The research and consulting firm has recently published its annual Technology Vision report, looking at where organizations have been putting their technology investments, and which tools and trends they see as top priorities in the next year.
Information Management spoke with Michael Biltz, who heads the research for the annual study, about what this year’s study revealed and what lessons it holds for software professionals and data scientists.
Information Management: In your recent Technology Vision report, what are the most significant findings of interest to data scientists and data analysts?
Michael Biltz: The overarching takeaway from the 2019 Accenture Technology Vision report is that we’re entering a “post-digital” era in which digital technologies are no longer a competitive advantage – they’re the price of admission. This is supported by our research, which found that over 90 percent of companies invested in digital transformation in 2018, with collective spend reaching approximately $1.1 trillion. This indicates that we’re now at a point where practically every company is driving its business with digital capabilities – and at a faster rate than most people have anticipated.
This new environment necessitates new rules for business; what got your company to where it is today will not be enough to succeed in the new post-digital era.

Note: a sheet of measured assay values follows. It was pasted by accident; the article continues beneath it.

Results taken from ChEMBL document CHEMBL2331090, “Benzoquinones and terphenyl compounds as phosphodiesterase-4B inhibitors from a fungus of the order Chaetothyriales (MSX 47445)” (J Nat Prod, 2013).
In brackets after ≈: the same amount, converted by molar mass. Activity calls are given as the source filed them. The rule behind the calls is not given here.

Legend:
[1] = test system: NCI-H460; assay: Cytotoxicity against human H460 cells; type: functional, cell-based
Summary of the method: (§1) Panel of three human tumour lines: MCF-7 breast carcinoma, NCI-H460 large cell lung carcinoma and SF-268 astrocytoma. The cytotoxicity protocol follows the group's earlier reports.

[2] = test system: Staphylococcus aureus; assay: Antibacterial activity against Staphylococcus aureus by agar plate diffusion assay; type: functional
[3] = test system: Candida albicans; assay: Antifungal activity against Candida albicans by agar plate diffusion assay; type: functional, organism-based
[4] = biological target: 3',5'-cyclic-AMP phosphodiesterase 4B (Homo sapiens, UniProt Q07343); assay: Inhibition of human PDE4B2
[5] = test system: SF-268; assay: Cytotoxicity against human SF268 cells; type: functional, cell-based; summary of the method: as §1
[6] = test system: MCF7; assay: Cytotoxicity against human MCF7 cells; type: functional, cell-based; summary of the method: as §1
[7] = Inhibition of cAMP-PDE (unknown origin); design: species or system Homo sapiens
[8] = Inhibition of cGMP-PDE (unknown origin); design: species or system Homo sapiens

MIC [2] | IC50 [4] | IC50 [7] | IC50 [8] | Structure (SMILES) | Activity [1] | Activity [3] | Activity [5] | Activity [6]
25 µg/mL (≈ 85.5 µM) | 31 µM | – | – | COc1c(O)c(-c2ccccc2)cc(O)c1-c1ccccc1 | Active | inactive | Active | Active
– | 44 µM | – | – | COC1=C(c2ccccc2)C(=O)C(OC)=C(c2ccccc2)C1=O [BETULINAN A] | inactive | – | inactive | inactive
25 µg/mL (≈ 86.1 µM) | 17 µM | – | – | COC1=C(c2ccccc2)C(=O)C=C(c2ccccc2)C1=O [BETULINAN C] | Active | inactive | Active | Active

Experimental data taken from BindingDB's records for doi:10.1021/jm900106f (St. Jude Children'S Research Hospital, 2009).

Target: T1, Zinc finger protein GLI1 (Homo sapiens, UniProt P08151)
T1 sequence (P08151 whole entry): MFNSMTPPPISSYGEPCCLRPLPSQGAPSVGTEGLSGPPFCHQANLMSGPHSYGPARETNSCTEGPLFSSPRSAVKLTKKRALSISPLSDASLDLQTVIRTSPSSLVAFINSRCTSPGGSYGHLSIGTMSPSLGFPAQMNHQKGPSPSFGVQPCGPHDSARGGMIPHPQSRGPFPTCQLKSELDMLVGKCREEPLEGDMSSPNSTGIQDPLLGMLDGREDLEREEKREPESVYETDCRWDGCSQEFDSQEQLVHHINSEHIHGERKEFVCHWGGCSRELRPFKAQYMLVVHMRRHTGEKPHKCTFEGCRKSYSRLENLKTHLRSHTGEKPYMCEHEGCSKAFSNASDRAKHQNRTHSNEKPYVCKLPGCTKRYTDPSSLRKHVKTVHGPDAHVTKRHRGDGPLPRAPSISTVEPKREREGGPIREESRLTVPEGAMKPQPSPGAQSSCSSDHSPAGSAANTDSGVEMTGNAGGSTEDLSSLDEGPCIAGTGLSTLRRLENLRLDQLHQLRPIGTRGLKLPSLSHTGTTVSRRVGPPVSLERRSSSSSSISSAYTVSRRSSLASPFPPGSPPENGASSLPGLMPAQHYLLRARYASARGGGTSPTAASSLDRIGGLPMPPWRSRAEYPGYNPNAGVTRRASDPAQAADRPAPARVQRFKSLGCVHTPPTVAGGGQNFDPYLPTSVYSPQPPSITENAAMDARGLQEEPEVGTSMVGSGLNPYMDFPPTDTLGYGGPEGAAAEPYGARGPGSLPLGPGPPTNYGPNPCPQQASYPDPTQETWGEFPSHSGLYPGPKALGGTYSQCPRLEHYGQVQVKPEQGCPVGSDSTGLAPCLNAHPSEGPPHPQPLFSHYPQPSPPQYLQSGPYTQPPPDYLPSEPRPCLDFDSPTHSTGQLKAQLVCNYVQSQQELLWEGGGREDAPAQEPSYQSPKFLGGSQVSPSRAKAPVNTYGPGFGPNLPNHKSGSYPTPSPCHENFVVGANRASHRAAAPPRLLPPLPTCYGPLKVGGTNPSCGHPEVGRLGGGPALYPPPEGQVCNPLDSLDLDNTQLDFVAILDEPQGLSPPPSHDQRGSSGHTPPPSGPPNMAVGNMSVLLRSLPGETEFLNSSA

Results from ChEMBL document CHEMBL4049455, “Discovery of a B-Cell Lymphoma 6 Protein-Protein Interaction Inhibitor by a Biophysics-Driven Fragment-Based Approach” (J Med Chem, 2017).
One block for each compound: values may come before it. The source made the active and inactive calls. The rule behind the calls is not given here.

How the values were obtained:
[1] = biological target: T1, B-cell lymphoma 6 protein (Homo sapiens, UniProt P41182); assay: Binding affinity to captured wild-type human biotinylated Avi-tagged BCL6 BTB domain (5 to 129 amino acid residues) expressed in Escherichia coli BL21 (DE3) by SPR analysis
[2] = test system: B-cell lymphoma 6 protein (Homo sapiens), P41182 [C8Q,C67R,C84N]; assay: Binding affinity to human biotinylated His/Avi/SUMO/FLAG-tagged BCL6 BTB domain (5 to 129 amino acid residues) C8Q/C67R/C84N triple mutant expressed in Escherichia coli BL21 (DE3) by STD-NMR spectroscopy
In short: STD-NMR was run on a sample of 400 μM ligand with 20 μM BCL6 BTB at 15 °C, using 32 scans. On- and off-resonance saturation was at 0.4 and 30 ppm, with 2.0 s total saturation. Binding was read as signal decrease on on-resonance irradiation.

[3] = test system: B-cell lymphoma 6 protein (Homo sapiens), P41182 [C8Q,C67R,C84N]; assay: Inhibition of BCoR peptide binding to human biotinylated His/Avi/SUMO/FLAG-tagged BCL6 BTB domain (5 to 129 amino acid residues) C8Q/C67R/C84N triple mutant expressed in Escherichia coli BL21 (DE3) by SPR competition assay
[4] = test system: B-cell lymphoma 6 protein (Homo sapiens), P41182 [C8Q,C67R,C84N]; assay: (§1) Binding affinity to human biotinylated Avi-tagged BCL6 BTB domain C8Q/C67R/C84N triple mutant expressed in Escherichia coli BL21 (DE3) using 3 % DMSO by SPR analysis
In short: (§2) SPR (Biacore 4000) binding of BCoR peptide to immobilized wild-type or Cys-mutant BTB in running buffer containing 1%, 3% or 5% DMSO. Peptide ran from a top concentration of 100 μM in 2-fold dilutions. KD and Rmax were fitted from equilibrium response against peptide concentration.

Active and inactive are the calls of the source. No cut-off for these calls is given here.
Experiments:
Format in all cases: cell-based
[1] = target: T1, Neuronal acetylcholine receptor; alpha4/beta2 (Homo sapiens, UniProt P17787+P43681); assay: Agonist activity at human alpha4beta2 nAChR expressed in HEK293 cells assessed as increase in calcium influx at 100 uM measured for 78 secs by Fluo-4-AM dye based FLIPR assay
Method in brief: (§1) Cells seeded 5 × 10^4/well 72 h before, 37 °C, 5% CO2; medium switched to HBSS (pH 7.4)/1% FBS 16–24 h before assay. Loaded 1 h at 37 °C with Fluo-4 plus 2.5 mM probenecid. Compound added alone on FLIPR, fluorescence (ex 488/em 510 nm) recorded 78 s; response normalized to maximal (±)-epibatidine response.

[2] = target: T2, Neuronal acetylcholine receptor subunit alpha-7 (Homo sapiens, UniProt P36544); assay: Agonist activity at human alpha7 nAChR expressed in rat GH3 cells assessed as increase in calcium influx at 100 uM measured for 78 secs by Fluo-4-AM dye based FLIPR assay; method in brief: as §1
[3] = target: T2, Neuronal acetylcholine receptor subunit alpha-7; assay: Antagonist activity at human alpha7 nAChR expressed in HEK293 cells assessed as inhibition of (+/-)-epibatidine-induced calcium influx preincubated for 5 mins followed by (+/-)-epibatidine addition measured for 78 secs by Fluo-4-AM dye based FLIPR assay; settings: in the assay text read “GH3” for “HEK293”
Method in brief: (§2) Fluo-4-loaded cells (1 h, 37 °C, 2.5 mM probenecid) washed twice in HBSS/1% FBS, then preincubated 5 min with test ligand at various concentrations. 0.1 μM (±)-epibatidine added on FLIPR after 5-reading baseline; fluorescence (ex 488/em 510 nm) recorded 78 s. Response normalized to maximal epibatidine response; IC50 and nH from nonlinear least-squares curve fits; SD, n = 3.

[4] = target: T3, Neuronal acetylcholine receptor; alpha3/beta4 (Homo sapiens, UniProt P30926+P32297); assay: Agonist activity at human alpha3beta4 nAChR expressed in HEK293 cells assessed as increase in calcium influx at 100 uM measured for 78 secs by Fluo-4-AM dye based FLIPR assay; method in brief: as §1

For example, technology is creating a world of intensely customized and on-demand experiences, where every moment will become a potential market – what we call “momentary markets.” Already, 85 percent of those surveyed believe that customer demands are moving their organizations toward individualized and on-demand delivery models, and that the integration of these two capabilities represents the next big wave of competitive advantage.
In other words, success will be judged by companies’ ability to combine deep understanding of its customers with individualized services delivered at just the right moment.
IM: How do those findings compare with the results of similar previous studies by Accenture?